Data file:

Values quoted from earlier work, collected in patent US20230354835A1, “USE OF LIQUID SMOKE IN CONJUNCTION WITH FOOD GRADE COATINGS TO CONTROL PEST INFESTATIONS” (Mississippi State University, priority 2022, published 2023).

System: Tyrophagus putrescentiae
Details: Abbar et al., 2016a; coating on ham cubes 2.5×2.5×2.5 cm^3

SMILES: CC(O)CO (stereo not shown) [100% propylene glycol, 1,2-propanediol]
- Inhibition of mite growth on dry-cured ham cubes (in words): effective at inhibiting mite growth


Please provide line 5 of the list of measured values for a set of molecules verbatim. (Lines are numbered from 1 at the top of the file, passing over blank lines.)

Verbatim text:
- Inhibition of mite growth on dry-cured ham cubes (in words): effective at inhibiting mite growth